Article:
good cheape, as the dearest Chandlers in Europe. I haue
maintain'd that Salamander of yours with fire, any time
2050this two and thirtie yeeres, Heauen reward me for it.
Bard. I would my Face were in your Belly.
Falst. So should I be sure to be heart-burn'd.
Enter Hostesse.
How now, Dame Partlet the Hen, haue you enquir'd yet
2055who pick'd my Pocket?
Hostesse. Why Sir Iohn, what doe you thinke, Sir Iohn?
doe you thinke I keepe Theeues in my House? I haue
search'd, I haue enquired, so haz my Husband, Man by
Man, Boy by Boy, Seruant by Seruant: the tight of a
2060hayre was neuer lost in my house before.
Falst. Ye lye Hostesse: Bardolph was shau'd, and lost
many a hayre; and Ile be sworne my Pocket was pick'd:
goe to, you are a Woman, goe.
Hostesse. Who I? I defie thee: I was neuer call'd so
2065in mine owne house before.
Falst. Goe to, I know you well enough.
Hostesse. No, sir Iohn, you doe not know me, Sir Iohn:
I know you, Sir Iohn: you owe me Money, Sir Iohn, and
now you picke a quarrell, to beguile me of it: I bought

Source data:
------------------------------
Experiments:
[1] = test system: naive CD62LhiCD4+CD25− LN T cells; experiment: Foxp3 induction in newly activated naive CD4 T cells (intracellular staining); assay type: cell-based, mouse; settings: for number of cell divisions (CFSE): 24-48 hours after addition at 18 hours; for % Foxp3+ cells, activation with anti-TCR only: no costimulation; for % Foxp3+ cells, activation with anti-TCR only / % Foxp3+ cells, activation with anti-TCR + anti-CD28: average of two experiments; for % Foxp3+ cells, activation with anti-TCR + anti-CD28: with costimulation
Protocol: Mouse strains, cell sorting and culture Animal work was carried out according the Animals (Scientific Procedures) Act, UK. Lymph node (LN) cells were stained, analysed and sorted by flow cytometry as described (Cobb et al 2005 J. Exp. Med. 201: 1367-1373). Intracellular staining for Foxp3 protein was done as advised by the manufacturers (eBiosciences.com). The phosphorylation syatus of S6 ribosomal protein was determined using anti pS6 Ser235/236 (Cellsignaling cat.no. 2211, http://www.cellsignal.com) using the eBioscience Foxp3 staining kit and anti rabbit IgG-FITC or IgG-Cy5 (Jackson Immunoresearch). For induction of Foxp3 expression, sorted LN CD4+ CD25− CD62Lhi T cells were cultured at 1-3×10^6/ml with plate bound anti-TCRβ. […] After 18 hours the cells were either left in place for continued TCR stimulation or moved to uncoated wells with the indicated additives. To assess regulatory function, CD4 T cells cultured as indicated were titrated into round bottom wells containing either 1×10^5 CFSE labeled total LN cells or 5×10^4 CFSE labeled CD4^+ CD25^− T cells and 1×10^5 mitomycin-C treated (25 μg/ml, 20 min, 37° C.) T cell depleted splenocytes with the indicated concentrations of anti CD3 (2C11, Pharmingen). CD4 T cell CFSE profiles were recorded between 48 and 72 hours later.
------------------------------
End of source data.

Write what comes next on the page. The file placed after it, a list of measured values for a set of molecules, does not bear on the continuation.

2070you a dozen of Shirts to your Backe.
Falst. Doulas, filthy Doulas: I haue giuen them
away to Bakers Wiues, and they haue made Boulters of
them.
Hostesse. Now as I am a true Woman, Holland of eight
2075shillings an Ell: You owe Money here besides, Sir Iohn,
for your Dyet, and by-Drinkings, and Money lent you,
foure and twentie pounds.
Falst. Hee had his part of it, let him pay.
Hostesse. Hee? alas hee is poore, hee hath no-
2080thing.
Falst. How? Poore? Looke vpon his Face: What call
you Rich? Let them coyne his Nose, let them coyne his
Cheekes, Ile not pay a Denier. What, will you make a
Younker of me? Shall I not take mine ease in mine Inne,
2085but I shall haue my Pocket pick'd? I haue lost a Seale-
Ring of my Grand-fathers, worth fortie Marke.
Hostesse. I haue heard the Prince tell him, I know not
how oft, that that Ring was Copper.
Falst. How? the Prince is a Iacke, a Sneake-Cuppe:
2090and if hee were heere, I would cudgell him like a Dogge,
if hee would say so.
Enter the Prince marching, and Falstaffe meets
him, playing on his Trunchion
like a Fife.
2095Falst. How now Lad? is the Winde in that Doore?
Must we all march?
Bard. Yea, two and two, Newgate fashion.
Hostesse. My Lord, I pray you heare me.
Prince. What say'st thou, Mistresse Quickly? How
2100does thy Husband? I loue him well, hee is an honest
man.
Hostesse. Good, my Lord, heare mee.
Falst. Prethee let her alone, and list to mee.